Hospital Dogs

[June 26, 1875.]

Dr. Walter F. Atlee writes to the editor of the Philadelphia Medical


"In a letter recently received from Lancaster, where my father resides,

it is said:--'A queer thing occurred just now. Father was in the office,

and heard a dog yelping outside the door; he paid no attention until a

second and louder yelp was heard, when he opened it, and found a little

brown dog standing on the step upon three legs. He brought him in, and

on examining the fourth leg, found a pin sticking in it. He drew out the

pin, and the dog ran away again.' The office of my father, Dr. Atlee, is

not directly on the street, but stands back, having in front of it some

six feet of stone wall with a gate. I will add, that it has not been

possible to discover anything more about this dog.

"This story reminds me of something similar that occurred to me while

studying medicine in this same office nearly thirty years ago. A man,

named Cosgrove, the keeper of a low tavern near the railroad station,

had his arm broken, and came many times to the office to have the

dressings arranged. He was always accompanied by a large, most

ferocious-looking bull-dog, that watched me most attentively, and most

unpleasantly to me, while bandaging his master's arm. A few weeks after

Cosgrove's case was discharged, I heard a noise at the office door, as

if some animal was pawing it, and on opening it, saw there this huge

bull-dog, accompanied by another dog that held up one of its front legs,

evidently broken. They entered the office. I cut several pieces of wood,

and fastened them firmly to the leg with adhesive plaster, after

straightening the limb. They left immediately. The dog that came with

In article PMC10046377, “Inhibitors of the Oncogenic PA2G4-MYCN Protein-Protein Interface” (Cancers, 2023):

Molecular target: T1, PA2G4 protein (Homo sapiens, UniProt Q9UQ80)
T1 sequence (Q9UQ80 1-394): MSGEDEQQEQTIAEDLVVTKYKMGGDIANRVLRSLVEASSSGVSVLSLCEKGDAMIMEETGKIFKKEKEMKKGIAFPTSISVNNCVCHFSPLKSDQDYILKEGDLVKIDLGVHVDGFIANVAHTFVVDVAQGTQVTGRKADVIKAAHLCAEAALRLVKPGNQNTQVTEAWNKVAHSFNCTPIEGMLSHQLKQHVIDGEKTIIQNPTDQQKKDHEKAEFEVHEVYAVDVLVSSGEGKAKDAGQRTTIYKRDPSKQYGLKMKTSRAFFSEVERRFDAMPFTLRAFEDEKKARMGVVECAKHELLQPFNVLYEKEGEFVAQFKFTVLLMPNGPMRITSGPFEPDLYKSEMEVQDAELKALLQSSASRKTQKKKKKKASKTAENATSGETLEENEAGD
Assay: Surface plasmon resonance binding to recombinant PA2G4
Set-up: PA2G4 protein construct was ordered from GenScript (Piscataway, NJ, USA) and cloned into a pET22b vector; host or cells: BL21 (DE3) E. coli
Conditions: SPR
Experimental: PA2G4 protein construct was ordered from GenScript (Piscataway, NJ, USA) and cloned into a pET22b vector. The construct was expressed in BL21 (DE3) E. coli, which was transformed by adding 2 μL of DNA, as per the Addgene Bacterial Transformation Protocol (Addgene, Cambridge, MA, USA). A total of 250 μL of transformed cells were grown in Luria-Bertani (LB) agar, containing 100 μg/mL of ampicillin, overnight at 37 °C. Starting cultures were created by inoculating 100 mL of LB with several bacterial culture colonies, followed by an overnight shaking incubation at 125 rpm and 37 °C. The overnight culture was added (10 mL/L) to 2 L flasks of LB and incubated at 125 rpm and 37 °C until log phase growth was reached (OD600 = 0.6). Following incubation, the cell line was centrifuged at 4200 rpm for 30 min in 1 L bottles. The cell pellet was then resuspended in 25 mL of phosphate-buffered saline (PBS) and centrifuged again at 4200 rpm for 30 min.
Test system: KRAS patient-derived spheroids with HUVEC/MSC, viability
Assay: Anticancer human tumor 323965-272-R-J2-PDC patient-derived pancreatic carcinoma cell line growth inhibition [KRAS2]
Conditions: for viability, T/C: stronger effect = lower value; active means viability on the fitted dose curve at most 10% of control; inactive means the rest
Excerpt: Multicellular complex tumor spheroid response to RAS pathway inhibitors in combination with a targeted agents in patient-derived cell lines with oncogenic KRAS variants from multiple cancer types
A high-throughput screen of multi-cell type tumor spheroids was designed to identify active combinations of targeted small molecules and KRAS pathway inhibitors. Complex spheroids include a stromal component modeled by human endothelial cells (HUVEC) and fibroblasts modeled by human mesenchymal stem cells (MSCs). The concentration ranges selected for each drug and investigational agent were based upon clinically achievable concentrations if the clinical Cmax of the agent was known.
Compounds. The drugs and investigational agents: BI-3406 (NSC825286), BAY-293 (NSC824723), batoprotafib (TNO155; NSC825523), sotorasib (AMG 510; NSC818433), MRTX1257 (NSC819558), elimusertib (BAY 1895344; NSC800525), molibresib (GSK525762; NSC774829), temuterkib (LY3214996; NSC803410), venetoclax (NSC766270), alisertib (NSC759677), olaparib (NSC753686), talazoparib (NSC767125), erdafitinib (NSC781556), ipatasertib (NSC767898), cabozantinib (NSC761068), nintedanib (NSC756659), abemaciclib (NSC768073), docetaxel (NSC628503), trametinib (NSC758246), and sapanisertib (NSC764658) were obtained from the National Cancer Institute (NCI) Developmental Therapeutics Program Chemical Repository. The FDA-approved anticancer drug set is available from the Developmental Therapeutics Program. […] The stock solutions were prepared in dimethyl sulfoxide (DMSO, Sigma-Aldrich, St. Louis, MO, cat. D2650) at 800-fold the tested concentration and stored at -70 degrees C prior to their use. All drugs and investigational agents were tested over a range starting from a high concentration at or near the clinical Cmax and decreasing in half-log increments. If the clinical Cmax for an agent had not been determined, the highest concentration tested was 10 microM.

Cosgrove's dog I never saw before nor since."

Do not these stories adequately show that the dogs reasoned and drew new

inferences from a new experience?


[April 6, 1889.]

Knowing your interest in dogs, I venture to send you the following

story. A week or two ago, the porter of the Bristol Royal Infirmary was

disturbed one morning about 6.30 by the howling of a dog outside the

building. Finding that it continued, he went out and tried to drive it

away; but it returned and continued to howl so piteously, that he was

obliged to go out to it again. This time he observed that one of its

paws was injured. He therefore brought it in and sent for two nurses,

who at once dressed the paw, and were rewarded by every canine sign of

gratitude, including much licking of their hands. The patient was

"retained" for two days, during which time he received every attention

from those inside the house, and from the neighbours outside, who

quickly heard of the case. As no one appeared to claim the dog, he was

sent to the Home for Lost Dogs in the city, where so interesting an

animal was, of course, not long in finding a purchaser. The dog was one

of those called "lurchers."

I have myself called on the porter of the infirmary for confirmation of

the story, and am assured by him of its truth. How did an apparently

friendless dog know where to go for surgical aid? The case differs from

that of the dog which took its friend for treatment to King's College

Hospital in London, for I understand that the King's College dog had

previously been taken to the hospital for treatment itself; but in this

case there is no such clue.